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A contractor typically receives twice what the same person on the payroll receives for the job. Base pay + employer taxes on payroll + benefits = contractor rate. Often an employer feels guilty offering half of what a person received as a contractor so the offer may be better than that.

Armor99, the HR person is the intermederiaty between the applicant and the hiring manager. Of course, be nice to the HR person because you want HR to advocate for you. The manager is the deciding official. Your approach is not what I would recommend in this market unless the applicant brings hard to replace skills.
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Old 12-18-2008, 11:40 AM   #7
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Ask for the salary range of the position. When I used to work for a major telcom company all positions were classified and had salary ranges (some rediculous like 55-100K). Then shoot for a firm midpoint in the range.
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Old 12-18-2008, 12:52 PM   #8
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First off, my gut tells me that his offer is going to be much less than what he makes as a contractor/consultant. Probably around 40% (that's what I heard costs the company to have a full time employee vs. a contractor). Paid vacation, medical, short term disability(I am not sure about other companies, but our company covers the difference), severance, 401K matching, pension, etc.

This is just in the IT field, but I've never heard of anyone countering their salary set in their offer letter. The only thing I've seen in the past (only during the boom.. I am in Silicon Valley) is that they raised the amount of sign-on bonus, or gave extra paid vacation and that was only after the applicants mentioned that they already had a job offer from another company with better pay. The reasoning behind it is that they could not give you more money for the position you were going for due to the previously established pay grades set by the company. The bigger the company, the less flexible, in this regard.

Unless I already have another job offer from another company with better pay, I wouldn't even try to get a better pay or any extras (since I have nothing to leverage with). And right now, with this economy, I wouldn't be surprised that HR (and more importantly your future boss) may feel a bit cocky since they may feel they could get qualified people fairly easily.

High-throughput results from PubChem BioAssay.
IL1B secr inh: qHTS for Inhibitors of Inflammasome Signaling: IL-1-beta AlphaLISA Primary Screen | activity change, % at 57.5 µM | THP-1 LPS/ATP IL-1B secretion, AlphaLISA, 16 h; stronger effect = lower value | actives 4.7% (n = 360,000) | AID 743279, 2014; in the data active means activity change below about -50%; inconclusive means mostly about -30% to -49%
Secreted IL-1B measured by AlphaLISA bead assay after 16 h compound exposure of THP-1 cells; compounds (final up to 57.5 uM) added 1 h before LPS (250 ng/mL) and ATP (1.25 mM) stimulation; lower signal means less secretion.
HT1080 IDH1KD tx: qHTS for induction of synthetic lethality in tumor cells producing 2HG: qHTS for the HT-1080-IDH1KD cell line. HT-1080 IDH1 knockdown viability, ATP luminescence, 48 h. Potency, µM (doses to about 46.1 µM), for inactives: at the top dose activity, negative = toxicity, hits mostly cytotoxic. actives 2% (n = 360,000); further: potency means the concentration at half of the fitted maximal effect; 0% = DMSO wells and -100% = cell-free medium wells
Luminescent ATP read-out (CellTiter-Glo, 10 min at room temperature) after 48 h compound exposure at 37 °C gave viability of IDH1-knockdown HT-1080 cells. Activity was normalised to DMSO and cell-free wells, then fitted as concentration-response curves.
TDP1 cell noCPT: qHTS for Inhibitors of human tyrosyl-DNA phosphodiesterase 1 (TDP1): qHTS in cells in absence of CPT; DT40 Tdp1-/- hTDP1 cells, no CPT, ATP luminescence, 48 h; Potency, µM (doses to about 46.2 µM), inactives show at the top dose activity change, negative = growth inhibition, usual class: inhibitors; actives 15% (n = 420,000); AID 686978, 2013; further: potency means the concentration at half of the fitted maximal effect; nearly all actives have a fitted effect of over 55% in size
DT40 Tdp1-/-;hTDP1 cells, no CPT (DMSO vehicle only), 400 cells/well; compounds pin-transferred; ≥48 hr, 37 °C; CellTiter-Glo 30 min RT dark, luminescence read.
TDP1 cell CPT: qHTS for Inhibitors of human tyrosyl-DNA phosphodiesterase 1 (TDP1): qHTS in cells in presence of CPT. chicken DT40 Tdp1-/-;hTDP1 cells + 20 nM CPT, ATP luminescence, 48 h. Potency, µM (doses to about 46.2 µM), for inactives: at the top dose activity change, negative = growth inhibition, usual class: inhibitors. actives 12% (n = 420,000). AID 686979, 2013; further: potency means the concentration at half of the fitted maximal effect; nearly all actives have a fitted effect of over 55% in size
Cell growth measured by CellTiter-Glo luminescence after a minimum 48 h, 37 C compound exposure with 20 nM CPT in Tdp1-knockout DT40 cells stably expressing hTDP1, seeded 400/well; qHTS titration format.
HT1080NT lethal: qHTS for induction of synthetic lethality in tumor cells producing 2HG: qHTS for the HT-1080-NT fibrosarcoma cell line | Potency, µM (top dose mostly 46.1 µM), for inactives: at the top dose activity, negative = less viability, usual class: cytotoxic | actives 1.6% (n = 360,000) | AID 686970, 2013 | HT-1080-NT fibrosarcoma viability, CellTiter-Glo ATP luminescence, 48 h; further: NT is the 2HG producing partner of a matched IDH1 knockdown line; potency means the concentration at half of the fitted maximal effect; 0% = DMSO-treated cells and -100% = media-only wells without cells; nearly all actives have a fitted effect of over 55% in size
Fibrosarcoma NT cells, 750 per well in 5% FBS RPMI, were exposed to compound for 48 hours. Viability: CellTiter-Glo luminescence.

If your DH feels there is a very good chance that his position is going to be cut in January, I would probably just take the new job offer. If the pay is not great, I would keep on looking for a better paying job.

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Old 12-18-2008, 06:03 PM   #9
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Frankly it is unusual for a new hire to be paid at or above midpoint, most often offers are made at 25%. Salaries around the midpoint are those paid to fully qualified, experienced, folks for that job. Salaries are managed TO midpoint, % increases above midpoint are smaller.

I agree, negotiate extra paid time off if the employer processes permit that. PTO doesn't directly hit the manager's budget.

If there is any chance that the hiring company will run a rif in the next 6 months she should keep her job search contacts fresh. Don't be duplicitous (employers hate that) but she should send thank-you's to other employers who interviewed her. In this market friends are important.
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Old 12-18-2008, 06:26 PM   #10
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With respect to the retirement plan: New hires are often not eligible to contribute to the 401(k) until a certain amount of time has passed. In essence, you are penalized. So you need to make that up by getting a hiring bonus. For example, if you won't be eligible or get a company match until July, you can either (a) make sure you can max out $20,500 from July-Dec or (b) get a bonus to cover the extra taxes you would pay by not contributing to the 401(k) in the first half.
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Old 12-18-2008, 09:05 PM   #11
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My dad use to say 'if you get what you want for the price you want to pay, you got a good deal, no matter what someone else might pay'

Seems like the same thing applies here. Companies normally pay contractors more, because of benefits and no SSN. Seems like you all need to decide what would be a good deal for you. I have told employers, when the question of pay comes up 'You will offer me what I am worth, or someone else will". It has worked for me.